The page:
Tuesday, May 10, 2011

Plan B Lifts Off

Governor Dannel Malloy today announced “After more than two months of talks, I'm afraid that my administration and the state employee unions have not reached agreement. Our talks have been respectful and forthright so far, and I remain willing to continue the discussions if the unions are willing to do so. However, we must all be willing to work toward a settlement that Connecticut taxpayers can afford in the long run.”

Negotiations between the governor’s office and union leaders were not entirely leak proof. There were indications that the talks had been going no where, but no one was willing to speak on the record. The sticking point from the union side was that negotiators were unwilling to succumb to the size of the givebacks, said to be $20,000 per year per state worker.

In the absence of an agreement – really more a capitulation than an agreement – Mr. Malloy announced today that lay off notices would be sent out immediately:

“I have directed OPM to begin issuing layoff notices in an orderly fashion to the first 4,742 state employees. Those layoffs will result in savings of approximately $455 million. I've also directed OPM to begin the process necessary to cut an additional $545 million in spending; those cuts, many of them programmatic, will be spread across state government, and will, in all likelihood, result in additional layoffs.

"I want to be clear that this is not the road I wanted to go down. I didn't want to lay people off, and I didn't want to make additional spending cuts beyond the $780 million in spending we've already cut.

"But I have no choice. I promised the people of Connecticut that I would change the way we do business in Hartford. I promised to deliver a budget that is balanced with no gimmicks, and I will.”
In his press release, Mr. Malloy said that the savings he hoped to realize in his negotiations with union leaders were “predicated on two principles: we need to achieve the short-term savings necessary to balance this budget, and we need long-term, structural savings in order to make state government sustainable. To do so, I am attempting to bring the benefits enjoyed by state employees -- wages, healthcare, and pension benefits -- more in line with those enjoyed by their counterparts in the private sector and in the federal workforce."

The talks likely stalled on benefit package reforms as well.

In response to Mr. Malloy’s most recent announcement, the State Employees Bargaining Agent Coalition this morning posted the following statement on its website:

"The discussions have been extraordinarily complex and demand our continued efforts to find mutual resolution.

"SEBAC is disappointed the administration has decided to begin issuing layoff notices. We have said time and again that laying off workers, whether in the public or private sector, and slashing vital public services will prove disastrous to our shared goal of creating jobs and rebuilding the middle class - especially at a time when our 9.1% unemployment rate is already higher than the national average.”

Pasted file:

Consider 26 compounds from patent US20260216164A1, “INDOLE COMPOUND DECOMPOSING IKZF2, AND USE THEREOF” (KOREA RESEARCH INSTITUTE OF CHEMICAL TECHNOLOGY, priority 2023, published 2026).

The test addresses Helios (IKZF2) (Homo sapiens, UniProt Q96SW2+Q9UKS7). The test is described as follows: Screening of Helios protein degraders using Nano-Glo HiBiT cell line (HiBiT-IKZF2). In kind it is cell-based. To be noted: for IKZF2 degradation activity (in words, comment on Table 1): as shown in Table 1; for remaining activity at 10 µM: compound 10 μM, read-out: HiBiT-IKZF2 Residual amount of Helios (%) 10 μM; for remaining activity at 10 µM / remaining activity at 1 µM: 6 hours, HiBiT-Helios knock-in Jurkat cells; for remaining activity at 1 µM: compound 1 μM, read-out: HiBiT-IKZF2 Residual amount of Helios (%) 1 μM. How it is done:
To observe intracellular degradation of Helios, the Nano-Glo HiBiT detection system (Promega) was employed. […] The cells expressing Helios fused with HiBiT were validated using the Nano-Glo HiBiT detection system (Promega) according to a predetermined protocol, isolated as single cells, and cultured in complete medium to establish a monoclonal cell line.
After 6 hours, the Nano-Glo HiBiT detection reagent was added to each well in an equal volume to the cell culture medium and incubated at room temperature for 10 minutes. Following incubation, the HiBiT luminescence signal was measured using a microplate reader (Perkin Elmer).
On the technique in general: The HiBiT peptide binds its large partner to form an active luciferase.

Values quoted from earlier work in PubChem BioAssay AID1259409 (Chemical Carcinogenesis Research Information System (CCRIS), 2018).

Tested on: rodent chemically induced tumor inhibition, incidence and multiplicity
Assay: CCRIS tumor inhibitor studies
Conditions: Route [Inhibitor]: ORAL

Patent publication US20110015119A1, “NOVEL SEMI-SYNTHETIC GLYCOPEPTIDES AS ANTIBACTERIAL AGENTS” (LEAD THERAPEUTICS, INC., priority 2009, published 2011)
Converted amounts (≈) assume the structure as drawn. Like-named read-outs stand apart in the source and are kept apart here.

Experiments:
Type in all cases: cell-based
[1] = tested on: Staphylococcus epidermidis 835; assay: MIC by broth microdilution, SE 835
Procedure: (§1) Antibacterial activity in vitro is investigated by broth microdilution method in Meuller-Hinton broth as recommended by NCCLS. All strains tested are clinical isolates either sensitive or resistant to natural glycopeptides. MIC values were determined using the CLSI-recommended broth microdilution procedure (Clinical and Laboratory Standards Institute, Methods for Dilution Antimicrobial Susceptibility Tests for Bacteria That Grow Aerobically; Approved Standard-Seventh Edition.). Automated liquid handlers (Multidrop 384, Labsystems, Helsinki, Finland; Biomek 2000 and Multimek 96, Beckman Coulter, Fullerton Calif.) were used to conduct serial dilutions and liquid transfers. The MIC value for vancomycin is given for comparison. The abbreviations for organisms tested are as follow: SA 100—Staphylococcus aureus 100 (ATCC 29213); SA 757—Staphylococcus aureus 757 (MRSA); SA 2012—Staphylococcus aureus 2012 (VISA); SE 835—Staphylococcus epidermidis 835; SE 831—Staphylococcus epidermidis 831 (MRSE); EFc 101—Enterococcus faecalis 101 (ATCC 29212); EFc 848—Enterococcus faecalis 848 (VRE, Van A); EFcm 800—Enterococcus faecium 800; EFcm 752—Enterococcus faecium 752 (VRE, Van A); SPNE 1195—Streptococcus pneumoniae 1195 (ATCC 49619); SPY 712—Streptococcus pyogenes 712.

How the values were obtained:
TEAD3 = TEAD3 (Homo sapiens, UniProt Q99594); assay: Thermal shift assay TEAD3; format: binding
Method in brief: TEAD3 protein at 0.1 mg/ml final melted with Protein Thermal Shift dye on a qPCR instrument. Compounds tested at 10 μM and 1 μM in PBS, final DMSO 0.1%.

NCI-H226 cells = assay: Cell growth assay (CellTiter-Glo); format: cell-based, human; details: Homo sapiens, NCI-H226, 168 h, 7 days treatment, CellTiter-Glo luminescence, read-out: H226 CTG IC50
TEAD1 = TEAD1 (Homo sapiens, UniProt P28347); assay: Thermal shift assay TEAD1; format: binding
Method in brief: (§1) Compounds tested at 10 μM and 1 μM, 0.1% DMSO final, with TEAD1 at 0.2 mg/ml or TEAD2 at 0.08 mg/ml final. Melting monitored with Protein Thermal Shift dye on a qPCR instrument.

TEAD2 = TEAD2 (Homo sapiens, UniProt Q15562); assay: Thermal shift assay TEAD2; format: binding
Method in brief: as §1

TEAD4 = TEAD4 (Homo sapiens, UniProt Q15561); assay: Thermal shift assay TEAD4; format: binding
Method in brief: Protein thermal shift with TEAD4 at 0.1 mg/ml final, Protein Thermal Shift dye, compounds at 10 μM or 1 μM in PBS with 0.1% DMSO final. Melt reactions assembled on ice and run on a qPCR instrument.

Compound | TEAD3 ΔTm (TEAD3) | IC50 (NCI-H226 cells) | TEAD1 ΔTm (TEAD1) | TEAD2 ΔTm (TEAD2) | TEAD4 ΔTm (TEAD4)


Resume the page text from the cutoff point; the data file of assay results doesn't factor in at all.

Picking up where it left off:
6 comments:

Anonymous said...

The budget increases spending by $900 million. Where did Malloy cut $780 million from the budget?

Anonymous said...

Save it Malloy.

You and your liberal buddies for over 20 years have crucified this state and it businesses and people.

Typical tax and spend liberal demoncrat spending everyones money but yourselfs

dmoelling said...

The template is already in place. Lay off summer workers making $9-11/hr at state parks, close a DMV office while neglecting the bloated state aid to big cities. People will feel small cost inconveniences while Gov Malloy's union buddies feel little pain. (Noting that layoffs mean little or nothing to union leadership so long as contracts are observed).

More importantly the lure of federal dollars for boondoggles like the busway/high speed rail between Hartford/springfield will still capture the Democratic fly.

Don Pesci said...

Negotiations are still under weigh. Malloy just removed the mailed fist from the velvet glove. Donovan, Williams, and the Democratic majority in the General Assembly have not yet opened their beaks. And after Malloy’s shut out of Republicans in the General Assembly, help from that quarter will be sparing and grudging – good for unions on the whole. This is only round 3.

Union leaders probably will be satisfied with give backs that can be taken back in future years. And they really have to go to the rank and file with Malloy’s gun taped to their temples.

Bottom line: permanent tax increases, temporary saving losses. The unions are balking at benefit give backs because those are permanent cuts.

Anonymous said...

Read/heard that biggest part of 4700 lay-offs are closing the tech schools.

Bob said...

Unions eat their young. They preach brotherhood to the younger workers but sell them out to protect benefits and the older workers.

The unions have the big picture view, always the long march for workers rights and benefits. A temporary setback that will be forgotten in the big struggle.

I've seen it over and over again.